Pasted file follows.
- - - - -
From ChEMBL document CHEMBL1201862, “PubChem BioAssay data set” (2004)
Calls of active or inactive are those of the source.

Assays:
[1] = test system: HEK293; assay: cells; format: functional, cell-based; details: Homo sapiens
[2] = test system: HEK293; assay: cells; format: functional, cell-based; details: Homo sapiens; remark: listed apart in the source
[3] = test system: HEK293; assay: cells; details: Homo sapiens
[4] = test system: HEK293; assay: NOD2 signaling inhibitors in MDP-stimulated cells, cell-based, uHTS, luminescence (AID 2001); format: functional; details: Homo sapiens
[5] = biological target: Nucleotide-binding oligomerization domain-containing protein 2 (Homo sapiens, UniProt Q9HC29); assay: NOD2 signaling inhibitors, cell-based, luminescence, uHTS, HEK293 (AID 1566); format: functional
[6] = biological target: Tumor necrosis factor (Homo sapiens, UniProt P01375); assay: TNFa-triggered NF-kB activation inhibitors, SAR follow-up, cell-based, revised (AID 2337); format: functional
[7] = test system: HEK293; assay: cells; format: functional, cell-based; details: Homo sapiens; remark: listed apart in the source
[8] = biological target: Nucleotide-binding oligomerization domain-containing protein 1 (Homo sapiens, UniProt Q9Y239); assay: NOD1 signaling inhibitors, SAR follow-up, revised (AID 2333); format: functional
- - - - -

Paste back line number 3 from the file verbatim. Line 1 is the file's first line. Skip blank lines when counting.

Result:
Assays: